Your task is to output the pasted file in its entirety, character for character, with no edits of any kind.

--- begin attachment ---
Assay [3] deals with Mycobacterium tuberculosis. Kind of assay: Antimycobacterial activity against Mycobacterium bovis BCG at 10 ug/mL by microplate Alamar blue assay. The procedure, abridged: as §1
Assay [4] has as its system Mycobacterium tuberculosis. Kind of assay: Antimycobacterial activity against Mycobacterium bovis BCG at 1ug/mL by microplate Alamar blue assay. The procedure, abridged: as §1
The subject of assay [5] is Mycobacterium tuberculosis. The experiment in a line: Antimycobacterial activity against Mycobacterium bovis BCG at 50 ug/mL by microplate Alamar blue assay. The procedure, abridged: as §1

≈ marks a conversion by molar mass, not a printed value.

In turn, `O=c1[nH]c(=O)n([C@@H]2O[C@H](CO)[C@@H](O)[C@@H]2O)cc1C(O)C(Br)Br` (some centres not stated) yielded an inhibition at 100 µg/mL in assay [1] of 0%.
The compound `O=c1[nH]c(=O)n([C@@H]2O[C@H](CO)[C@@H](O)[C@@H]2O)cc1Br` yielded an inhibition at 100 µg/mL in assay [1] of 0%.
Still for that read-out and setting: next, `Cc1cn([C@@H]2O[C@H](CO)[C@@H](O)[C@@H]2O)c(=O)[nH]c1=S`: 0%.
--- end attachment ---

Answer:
Assay [3] deals with Mycobacterium tuberculosis. Kind of assay: Antimycobacterial activity against Mycobacterium bovis BCG at 10 ug/mL by microplate Alamar blue assay. The procedure, abridged: as §1
Assay [4] has as its system Mycobacterium tuberculosis. Kind of assay: Antimycobacterial activity against Mycobacterium bovis BCG at 1ug/mL by microplate Alamar blue assay. The procedure, abridged: as §1
The subject of assay [5] is Mycobacterium tuberculosis. The experiment in a line: Antimycobacterial activity against Mycobacterium bovis BCG at 50 ug/mL by microplate Alamar blue assay. The procedure, abridged: as §1

≈ marks a conversion by molar mass, not a printed value.

In turn, `O=c1[nH]c(=O)n([C@@H]2O[C@H](CO)[C@@H](O)[C@@H]2O)cc1C(O)C(Br)Br` (some centres not stated) yielded an inhibition at 100 µg/mL in assay [1] of 0%.
The compound `O=c1[nH]c(=O)n([C@@H]2O[C@H](CO)[C@@H](O)[C@@H]2O)cc1Br` yielded an inhibition at 100 µg/mL in assay [1] of 0%.
Still for that read-out and setting: next, `Cc1cn([C@@H]2O[C@H](CO)[C@@H](O)[C@@H]2O)c(=O)[nH]c1=S`: 0%.